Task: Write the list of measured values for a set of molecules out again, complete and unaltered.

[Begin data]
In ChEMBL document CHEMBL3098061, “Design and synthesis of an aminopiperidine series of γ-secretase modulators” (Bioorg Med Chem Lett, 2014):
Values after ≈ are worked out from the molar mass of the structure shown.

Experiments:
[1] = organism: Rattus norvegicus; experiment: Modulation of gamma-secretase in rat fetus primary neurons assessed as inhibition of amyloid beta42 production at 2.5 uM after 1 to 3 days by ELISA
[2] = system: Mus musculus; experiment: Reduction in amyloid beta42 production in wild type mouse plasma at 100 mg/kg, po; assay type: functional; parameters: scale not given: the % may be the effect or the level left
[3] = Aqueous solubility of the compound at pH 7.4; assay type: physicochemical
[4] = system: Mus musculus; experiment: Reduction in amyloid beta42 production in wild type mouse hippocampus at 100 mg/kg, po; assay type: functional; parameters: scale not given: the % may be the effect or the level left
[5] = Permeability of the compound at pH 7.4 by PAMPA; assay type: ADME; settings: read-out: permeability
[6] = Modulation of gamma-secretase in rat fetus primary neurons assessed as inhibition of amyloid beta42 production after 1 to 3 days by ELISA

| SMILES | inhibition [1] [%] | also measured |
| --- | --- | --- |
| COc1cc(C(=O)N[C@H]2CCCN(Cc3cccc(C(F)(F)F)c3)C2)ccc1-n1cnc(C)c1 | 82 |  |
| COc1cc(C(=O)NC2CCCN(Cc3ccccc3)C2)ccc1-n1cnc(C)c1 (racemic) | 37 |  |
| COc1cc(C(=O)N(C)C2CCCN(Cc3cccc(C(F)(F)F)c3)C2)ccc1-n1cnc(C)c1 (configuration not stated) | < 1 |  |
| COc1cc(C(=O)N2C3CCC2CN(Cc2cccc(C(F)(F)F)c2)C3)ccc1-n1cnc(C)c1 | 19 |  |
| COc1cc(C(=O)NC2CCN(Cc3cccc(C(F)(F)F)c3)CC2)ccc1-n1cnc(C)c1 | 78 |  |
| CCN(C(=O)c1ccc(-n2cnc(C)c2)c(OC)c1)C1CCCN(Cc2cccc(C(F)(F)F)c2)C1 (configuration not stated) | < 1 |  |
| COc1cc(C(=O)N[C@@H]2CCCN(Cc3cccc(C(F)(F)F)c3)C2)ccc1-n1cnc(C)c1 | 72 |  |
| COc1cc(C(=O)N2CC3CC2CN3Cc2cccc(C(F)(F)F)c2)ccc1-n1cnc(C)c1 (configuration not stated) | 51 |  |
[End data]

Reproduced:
In ChEMBL document CHEMBL3098061, “Design and synthesis of an aminopiperidine series of γ-secretase modulators” (Bioorg Med Chem Lett, 2014):
Values after ≈ are worked out from the molar mass of the structure shown.

Experiments:
[1] = organism: Rattus norvegicus; experiment: Modulation of gamma-secretase in rat fetus primary neurons assessed as inhibition of amyloid beta42 production at 2.5 uM after 1 to 3 days by ELISA
[2] = system: Mus musculus; experiment: Reduction in amyloid beta42 production in wild type mouse plasma at 100 mg/kg, po; assay type: functional; parameters: scale not given: the % may be the effect or the level left
[3] = Aqueous solubility of the compound at pH 7.4; assay type: physicochemical
[4] = system: Mus musculus; experiment: Reduction in amyloid beta42 production in wild type mouse hippocampus at 100 mg/kg, po; assay type: functional; parameters: scale not given: the % may be the effect or the level left
[5] = Permeability of the compound at pH 7.4 by PAMPA; assay type: ADME; settings: read-out: permeability
[6] = Modulation of gamma-secretase in rat fetus primary neurons assessed as inhibition of amyloid beta42 production after 1 to 3 days by ELISA

| SMILES | inhibition [1] [%] | also measured |
| --- | --- | --- |
| COc1cc(C(=O)N[C@H]2CCCN(Cc3cccc(C(F)(F)F)c3)C2)ccc1-n1cnc(C)c1 | 82 |  |
| COc1cc(C(=O)NC2CCCN(Cc3ccccc3)C2)ccc1-n1cnc(C)c1 (racemic) | 37 |  |
| COc1cc(C(=O)N(C)C2CCCN(Cc3cccc(C(F)(F)F)c3)C2)ccc1-n1cnc(C)c1 (configuration not stated) | < 1 |  |
| COc1cc(C(=O)N2C3CCC2CN(Cc2cccc(C(F)(F)F)c2)C3)ccc1-n1cnc(C)c1 | 19 |  |
| COc1cc(C(=O)NC2CCN(Cc3cccc(C(F)(F)F)c3)CC2)ccc1-n1cnc(C)c1 | 78 |  |
| CCN(C(=O)c1ccc(-n2cnc(C)c2)c(OC)c1)C1CCCN(Cc2cccc(C(F)(F)F)c2)C1 (configuration not stated) | < 1 |  |
| COc1cc(C(=O)N[C@@H]2CCCN(Cc3cccc(C(F)(F)F)c3)C2)ccc1-n1cnc(C)c1 | 72 |  |
| COc1cc(C(=O)N2CC3CC2CN3Cc2cccc(C(F)(F)F)c2)ccc1-n1cnc(C)c1 (configuration not stated) | 51 |  |